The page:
In turn, this can lead to engorgement, and potentially progress to bacterial mastitis if you aren’t managing your milk flow. But, it doesn’t have to be complicated because our bodies can self-regulate.
Do I Need To Pump At Night When Baby Sleeps Through The Night To Prevent Mastitis?
You do not necessarily need to pump to avoid mastitis when your baby sleeps through the night. However, for the first few days you may want to. This way you can determine if your baby is going to continue sleeping through the night.
If you get lucky one night and your baby decides to sleep through the night and then doesn’t repeat that behavior again, you will want to get up at night to pump so that your supply doesn’t drop. He/she may have slept through the night once, or does every once in awhile, but that isn’t the norm.
If, however, your baby continues to sleep through the night, and makes that his/her new routine, you can get up to pump or hand express just enough to relieve pressure in your breasts.
Unresolved oversupply can lead to an infection in your breast. Gradually reducing supply is always key if this is your goal for nighttime.
Your body will regulate milk production (slow down in this case) on its own if you are not pumping or nursing your baby at night. I know – it’s amazing!
So before you worry about getting up every night to pump, if your baby isn’t taking a bottle and isn’t nursing at the breast, you may be able to let your body self-regulate gradually. If your baby is sleeping peacefully through the night, just get up if you start to feel like your breasts are full, hand express a little with a manual pump to comfort, and go back to sleep! We all know that sleep is precious.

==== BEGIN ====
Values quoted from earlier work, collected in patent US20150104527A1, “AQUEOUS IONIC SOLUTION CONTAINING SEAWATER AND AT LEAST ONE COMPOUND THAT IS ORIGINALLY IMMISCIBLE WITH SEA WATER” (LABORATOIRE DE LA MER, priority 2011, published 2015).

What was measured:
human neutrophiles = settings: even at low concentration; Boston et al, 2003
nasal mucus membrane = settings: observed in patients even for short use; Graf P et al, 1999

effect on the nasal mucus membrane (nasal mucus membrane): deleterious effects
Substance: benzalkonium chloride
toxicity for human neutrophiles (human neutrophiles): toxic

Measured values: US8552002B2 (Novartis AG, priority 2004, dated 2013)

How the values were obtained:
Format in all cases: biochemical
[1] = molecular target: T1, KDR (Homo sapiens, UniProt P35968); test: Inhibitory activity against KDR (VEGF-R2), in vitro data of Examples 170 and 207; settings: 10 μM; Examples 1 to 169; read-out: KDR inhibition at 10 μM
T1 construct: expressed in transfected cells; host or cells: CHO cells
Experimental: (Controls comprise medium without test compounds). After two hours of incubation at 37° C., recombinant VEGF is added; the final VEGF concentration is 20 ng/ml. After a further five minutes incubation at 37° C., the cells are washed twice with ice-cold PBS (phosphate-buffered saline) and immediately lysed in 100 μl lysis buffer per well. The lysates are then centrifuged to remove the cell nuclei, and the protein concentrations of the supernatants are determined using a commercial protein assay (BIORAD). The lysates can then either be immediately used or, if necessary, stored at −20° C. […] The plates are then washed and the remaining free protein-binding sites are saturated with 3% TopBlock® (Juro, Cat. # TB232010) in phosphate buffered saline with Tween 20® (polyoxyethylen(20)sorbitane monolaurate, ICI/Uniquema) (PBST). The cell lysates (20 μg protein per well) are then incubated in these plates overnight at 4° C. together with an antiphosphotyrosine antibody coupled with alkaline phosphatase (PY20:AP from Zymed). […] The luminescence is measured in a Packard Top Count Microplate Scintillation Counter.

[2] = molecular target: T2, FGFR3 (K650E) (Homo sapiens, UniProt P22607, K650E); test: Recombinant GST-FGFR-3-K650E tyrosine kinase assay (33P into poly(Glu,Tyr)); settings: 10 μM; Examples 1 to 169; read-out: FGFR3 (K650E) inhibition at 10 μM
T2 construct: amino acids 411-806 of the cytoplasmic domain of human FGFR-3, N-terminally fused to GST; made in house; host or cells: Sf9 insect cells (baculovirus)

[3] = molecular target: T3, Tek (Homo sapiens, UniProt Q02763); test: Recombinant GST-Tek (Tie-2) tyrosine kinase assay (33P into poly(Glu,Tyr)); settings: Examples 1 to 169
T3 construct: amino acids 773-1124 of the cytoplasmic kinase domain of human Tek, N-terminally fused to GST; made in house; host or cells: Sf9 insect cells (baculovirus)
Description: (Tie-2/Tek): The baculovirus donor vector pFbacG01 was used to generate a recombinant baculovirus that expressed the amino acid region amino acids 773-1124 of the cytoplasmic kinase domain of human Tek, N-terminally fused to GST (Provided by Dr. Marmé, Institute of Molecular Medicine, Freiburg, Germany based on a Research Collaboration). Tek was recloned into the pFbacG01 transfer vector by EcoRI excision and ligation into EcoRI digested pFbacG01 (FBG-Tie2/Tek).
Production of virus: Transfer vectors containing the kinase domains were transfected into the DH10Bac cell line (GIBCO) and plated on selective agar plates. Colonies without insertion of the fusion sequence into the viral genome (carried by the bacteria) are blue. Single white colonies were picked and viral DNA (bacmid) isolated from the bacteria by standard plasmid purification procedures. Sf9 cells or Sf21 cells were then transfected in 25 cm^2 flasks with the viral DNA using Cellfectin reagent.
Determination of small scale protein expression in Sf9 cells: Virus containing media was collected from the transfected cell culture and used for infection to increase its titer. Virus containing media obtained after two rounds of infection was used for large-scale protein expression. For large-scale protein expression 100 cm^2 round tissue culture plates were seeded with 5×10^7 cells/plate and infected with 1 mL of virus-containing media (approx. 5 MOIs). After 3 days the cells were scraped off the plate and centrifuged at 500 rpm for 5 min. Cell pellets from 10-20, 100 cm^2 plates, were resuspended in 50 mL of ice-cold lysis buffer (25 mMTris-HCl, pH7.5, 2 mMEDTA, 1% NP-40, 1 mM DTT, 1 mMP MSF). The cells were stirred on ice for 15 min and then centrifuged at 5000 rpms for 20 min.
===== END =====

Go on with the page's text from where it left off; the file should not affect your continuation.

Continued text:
How To Avoid Mastitis When Your Baby Sleeps Through The Night
Here are some expert tips on how to avoid mastitis when your baby sleeps through the night. This will allow you to enjoy your breastfeeding experience and not worry about getting a breast infection.
1. Avoid Wearing Too Tight or Restrictive Shirts/Bras
Excessive pressure on the breasts can cause reduced milk flow and can block milk ducts. Try to avoid wearing tight bras, especially if your breasts are engorged.
If you’re exercising, avoid tight sports bras that compress your breasts too much as this can have the same effect.
2. Breastfeed Your Baby Regularly at Other Times
Regular breastfeeding other than night time empties the milk ducts. This reduces the chance of mastitis development and will help you avoid getting mastitis when your baby sleeps through the night.
Do make sure you feed your baby on-demand. Maintaining a good breastfeeding position is also important. It will protect your nipples from becoming sore and will help your baby get the best latch.
3. Avoid Excessive Breast Massage
Using forceful breast massage can actually do more harm than good. If you already have mastitis, it can lead to an abscess.
Gently massaging your breasts during hand expression or pumping is okay. Easy does it when you’re doing breast massage for hands-on pumping. Use light pressure and avoid excessive force.
4. Avoid Unnecessary Pumping
When you use a breast pump, you are telling your body to produce more milk. So if you are experiencing an oversupply, breastfeeding at the breast is best because it allows a healthy exchange of bacteria between your breast and your baby. It also helps to better regulate production based exclusively on your baby’s needs.
When you overstimulate your breasts by over-pumping, this will actually tell your body to make more milk and could lead to hyperstimulation. If your baby is sleeping through the night, you can avoid mastitis by hand expressing enough to relieve the pressure.